"When President Kennedy was making his appeal for advancing American science and technology by putting a man on the moon by the end of the 1960's, many said it couldn't be done," Sahlberg said during his visit to New York. "But he had a dream. Just like Martin Luther King a few years later had a dream. Those dreams came true. Finland's dream was that we want to have a good public education for every child regardless of where they go to school or what kind of families they come from, and many even in Finland said it couldn't be done."
Clearly, many were wrong. It is possible to create equality. And perhaps even more important -- as a challenge to the American way of thinking about education reform -- Finland's experience shows that it is possible to achieve excellence by focusing not on competition, but on cooperation, and not on choice, but on equity.
The problem facing education in America isn't the ethnic diversity of the population but the economic inequality of society, and this is precisely the problem that Finnish education reform addressed. More equity at home might just be what America needs to be more competitive abroad."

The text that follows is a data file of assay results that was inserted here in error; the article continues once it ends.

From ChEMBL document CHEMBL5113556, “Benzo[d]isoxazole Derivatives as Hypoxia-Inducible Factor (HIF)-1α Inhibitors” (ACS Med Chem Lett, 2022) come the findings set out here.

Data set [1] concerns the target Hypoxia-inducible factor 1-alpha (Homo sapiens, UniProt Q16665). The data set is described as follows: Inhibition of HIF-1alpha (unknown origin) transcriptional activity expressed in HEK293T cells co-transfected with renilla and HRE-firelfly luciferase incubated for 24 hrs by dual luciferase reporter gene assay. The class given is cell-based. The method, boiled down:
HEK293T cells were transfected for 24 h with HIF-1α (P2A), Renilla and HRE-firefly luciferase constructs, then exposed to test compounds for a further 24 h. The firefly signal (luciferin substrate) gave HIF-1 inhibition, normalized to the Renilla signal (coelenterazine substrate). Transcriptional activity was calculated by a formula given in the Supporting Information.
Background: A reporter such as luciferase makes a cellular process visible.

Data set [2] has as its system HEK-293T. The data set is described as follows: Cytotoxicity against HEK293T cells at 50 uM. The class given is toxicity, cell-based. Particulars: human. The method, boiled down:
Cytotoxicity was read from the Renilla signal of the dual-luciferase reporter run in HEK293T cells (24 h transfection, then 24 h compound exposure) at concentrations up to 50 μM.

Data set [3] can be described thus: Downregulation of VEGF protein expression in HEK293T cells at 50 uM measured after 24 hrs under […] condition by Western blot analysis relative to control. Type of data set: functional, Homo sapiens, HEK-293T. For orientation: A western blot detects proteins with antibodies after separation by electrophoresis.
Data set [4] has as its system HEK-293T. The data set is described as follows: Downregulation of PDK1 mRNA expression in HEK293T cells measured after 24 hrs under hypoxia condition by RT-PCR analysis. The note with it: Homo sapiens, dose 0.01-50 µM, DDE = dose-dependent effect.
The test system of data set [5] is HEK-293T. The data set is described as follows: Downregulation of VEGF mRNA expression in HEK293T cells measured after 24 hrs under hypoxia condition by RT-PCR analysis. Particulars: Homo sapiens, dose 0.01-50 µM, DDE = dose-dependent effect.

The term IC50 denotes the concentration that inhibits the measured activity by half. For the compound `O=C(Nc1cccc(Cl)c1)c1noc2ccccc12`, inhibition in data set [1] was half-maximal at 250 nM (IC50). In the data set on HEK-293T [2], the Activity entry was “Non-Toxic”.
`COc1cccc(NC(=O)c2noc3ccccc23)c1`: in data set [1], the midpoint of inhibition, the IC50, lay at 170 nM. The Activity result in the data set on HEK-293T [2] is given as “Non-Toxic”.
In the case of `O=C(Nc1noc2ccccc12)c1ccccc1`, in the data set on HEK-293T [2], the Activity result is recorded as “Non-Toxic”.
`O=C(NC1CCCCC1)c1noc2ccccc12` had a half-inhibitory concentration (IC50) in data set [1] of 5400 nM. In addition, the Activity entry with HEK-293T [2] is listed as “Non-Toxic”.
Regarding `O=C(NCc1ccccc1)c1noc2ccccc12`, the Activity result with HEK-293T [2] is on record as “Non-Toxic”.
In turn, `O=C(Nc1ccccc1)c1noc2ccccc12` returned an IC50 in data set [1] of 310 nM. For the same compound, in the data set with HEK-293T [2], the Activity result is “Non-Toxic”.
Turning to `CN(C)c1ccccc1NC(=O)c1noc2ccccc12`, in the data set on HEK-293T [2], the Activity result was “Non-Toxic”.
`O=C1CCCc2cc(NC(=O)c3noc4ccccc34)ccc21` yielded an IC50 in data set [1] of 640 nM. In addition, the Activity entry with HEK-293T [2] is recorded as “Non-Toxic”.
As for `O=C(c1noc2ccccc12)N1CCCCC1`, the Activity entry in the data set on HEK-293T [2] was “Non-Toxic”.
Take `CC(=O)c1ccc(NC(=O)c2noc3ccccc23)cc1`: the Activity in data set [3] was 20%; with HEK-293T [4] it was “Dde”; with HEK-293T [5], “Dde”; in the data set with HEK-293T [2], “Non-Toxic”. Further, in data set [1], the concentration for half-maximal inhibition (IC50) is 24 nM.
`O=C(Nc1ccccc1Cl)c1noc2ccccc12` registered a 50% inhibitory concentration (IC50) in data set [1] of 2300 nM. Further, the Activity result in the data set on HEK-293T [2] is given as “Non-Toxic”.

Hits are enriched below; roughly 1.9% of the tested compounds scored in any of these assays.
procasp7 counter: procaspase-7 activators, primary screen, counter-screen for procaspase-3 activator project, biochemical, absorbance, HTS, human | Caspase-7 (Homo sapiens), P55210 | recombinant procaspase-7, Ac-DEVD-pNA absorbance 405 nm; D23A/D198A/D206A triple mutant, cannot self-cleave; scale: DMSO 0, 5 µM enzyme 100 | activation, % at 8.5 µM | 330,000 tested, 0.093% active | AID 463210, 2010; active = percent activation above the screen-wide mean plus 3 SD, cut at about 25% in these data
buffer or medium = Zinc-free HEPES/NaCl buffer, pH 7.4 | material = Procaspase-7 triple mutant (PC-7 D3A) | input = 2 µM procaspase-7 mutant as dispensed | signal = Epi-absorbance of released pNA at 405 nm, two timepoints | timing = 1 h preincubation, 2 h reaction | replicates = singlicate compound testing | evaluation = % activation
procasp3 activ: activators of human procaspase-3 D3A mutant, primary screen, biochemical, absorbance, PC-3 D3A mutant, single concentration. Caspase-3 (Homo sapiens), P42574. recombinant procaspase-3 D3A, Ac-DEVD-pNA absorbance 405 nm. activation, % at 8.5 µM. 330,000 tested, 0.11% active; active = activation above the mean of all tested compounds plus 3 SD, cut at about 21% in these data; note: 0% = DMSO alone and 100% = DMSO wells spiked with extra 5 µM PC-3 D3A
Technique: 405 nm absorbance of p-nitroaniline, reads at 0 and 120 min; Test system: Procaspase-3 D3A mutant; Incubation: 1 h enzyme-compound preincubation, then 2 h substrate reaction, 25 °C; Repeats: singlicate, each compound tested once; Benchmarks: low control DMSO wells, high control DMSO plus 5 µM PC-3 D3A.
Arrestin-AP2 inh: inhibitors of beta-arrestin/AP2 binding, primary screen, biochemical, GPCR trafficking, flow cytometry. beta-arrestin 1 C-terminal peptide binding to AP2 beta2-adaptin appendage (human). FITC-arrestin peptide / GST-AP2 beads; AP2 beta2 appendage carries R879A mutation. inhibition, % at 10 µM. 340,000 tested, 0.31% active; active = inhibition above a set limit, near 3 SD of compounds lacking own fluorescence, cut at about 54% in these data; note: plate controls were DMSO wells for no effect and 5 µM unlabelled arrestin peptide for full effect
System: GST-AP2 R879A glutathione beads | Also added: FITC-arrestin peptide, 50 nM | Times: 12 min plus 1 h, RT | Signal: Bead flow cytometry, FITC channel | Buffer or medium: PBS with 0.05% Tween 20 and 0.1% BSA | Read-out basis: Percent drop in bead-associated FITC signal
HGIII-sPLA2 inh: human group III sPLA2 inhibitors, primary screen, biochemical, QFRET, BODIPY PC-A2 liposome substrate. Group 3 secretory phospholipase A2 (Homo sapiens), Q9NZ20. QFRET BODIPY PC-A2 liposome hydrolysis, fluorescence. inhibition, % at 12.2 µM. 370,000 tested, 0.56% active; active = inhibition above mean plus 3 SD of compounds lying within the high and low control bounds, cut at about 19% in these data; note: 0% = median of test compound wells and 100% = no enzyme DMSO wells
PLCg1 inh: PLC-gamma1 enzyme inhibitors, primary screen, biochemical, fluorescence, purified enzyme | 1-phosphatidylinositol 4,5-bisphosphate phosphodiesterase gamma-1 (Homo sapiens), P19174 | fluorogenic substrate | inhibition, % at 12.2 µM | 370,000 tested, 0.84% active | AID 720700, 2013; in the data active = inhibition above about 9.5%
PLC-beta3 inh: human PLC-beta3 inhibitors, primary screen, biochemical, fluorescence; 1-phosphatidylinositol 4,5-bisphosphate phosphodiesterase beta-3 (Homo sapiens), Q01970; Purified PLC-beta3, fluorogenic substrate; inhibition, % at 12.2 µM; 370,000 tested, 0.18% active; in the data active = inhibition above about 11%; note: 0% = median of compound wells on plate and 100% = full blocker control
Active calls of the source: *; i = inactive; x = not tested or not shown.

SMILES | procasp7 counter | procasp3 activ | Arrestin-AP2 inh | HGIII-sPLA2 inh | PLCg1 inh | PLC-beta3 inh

"More equity at home might just be what America needs to be more competitive abroad."
But here in Dallas, and apparently in many locations in the U.S., you will repeatedly hear statements dismissing Finland's experience that include: “These other countries educate just a few and we educate everyone. The sampling procedures are clearly wrong. They are totally homogeneous country. We are very diverse.” If you have heard, or made, such statements you need to read the following article: Is the secret to Finnish schools Finns or is there something for America to learn?
Until the remnants of a "separate but equal" mindset disappear in the U.S., we will not be open to the lessons in equity from Finland. Until the US embraces the potential power in unionization, as 95% of teachers in Finland are union members, we will not tap the power in a dedicated union of teachers actively focused every school day on student achievement. Until the US understands the damage from unnecessary transitions in our K-12 grade configurations, and the need for fewer and more seamless transitions, we will waste critical time, energy, and opportunities.
Our children pay dearly every day for these failures in the U.S. educational system. Our students will need to struggle more as adults to fit into an expanding international economy. The US is no longer the best education system in the world. Finland has shown it does not take more money and time invested in school to secure that first place. They have shown the way through the efficiency found in equity for all.